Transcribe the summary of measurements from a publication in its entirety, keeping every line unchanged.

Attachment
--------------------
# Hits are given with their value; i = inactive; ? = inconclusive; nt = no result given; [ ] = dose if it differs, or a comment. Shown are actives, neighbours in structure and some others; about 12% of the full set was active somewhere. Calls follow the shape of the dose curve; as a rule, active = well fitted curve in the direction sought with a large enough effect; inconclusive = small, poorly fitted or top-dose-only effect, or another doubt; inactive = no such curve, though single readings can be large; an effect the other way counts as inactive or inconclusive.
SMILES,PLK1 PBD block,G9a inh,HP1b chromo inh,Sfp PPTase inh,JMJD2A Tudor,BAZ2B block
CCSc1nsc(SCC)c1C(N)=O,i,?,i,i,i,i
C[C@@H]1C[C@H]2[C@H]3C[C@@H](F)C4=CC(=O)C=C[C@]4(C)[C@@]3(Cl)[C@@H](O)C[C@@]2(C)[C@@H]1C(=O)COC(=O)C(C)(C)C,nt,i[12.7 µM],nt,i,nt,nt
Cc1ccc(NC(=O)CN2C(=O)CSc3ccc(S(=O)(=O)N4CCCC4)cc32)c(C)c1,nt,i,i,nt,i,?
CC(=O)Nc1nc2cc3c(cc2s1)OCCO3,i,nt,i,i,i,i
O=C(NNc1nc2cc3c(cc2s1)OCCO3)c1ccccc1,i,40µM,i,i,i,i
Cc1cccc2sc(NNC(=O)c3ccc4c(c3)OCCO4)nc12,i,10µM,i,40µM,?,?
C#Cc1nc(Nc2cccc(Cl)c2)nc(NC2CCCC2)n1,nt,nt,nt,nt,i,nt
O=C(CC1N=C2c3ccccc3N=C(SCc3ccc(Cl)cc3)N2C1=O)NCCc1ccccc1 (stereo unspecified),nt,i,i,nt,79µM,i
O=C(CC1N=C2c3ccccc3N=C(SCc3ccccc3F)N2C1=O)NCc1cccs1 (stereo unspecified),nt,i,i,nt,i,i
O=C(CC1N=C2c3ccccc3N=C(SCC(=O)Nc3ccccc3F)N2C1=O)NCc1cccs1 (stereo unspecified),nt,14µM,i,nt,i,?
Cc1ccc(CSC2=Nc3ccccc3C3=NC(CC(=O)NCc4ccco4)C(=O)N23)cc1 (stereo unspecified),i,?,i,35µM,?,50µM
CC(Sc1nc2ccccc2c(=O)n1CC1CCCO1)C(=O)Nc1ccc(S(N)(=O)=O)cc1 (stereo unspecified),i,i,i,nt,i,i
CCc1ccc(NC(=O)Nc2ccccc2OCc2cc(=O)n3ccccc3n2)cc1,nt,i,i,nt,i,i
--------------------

# Hits are given with their value; i = inactive; ? = inconclusive; nt = no result given; [ ] = dose if it differs, or a comment. Shown are actives, neighbours in structure and some others; about 12% of the full set was active somewhere. Calls follow the shape of the dose curve; as a rule, active = well fitted curve in the direction sought with a large enough effect; inconclusive = small, poorly fitted or top-dose-only effect, or another doubt; inactive = no such curve, though single readings can be large; an effect the other way counts as inactive or inconclusive.
SMILES,PLK1 PBD block,G9a inh,HP1b chromo inh,Sfp PPTase inh,JMJD2A Tudor,BAZ2B block
CCSc1nsc(SCC)c1C(N)=O,i,?,i,i,i,i
C[C@@H]1C[C@H]2[C@H]3C[C@@H](F)C4=CC(=O)C=C[C@]4(C)[C@@]3(Cl)[C@@H](O)C[C@@]2(C)[C@@H]1C(=O)COC(=O)C(C)(C)C,nt,i[12.7 µM],nt,i,nt,nt
Cc1ccc(NC(=O)CN2C(=O)CSc3ccc(S(=O)(=O)N4CCCC4)cc32)c(C)c1,nt,i,i,nt,i,?
CC(=O)Nc1nc2cc3c(cc2s1)OCCO3,i,nt,i,i,i,i
O=C(NNc1nc2cc3c(cc2s1)OCCO3)c1ccccc1,i,40µM,i,i,i,i
Cc1cccc2sc(NNC(=O)c3ccc4c(c3)OCCO4)nc12,i,10µM,i,40µM,?,?
C#Cc1nc(Nc2cccc(Cl)c2)nc(NC2CCCC2)n1,nt,nt,nt,nt,i,nt
O=C(CC1N=C2c3ccccc3N=C(SCc3ccc(Cl)cc3)N2C1=O)NCCc1ccccc1 (stereo unspecified),nt,i,i,nt,79µM,i
O=C(CC1N=C2c3ccccc3N=C(SCc3ccccc3F)N2C1=O)NCc1cccs1 (stereo unspecified),nt,i,i,nt,i,i
O=C(CC1N=C2c3ccccc3N=C(SCC(=O)Nc3ccccc3F)N2C1=O)NCc1cccs1 (stereo unspecified),nt,14µM,i,nt,i,?
Cc1ccc(CSC2=Nc3ccccc3C3=NC(CC(=O)NCc4ccco4)C(=O)N23)cc1 (stereo unspecified),i,?,i,35µM,?,50µM
CC(Sc1nc2ccccc2c(=O)n1CC1CCCO1)C(=O)Nc1ccc(S(N)(=O)=O)cc1 (stereo unspecified),i,i,i,nt,i,i
CCc1ccc(NC(=O)Nc2ccccc2OCc2cc(=O)n3ccccc3n2)cc1,nt,i,i,nt,i,i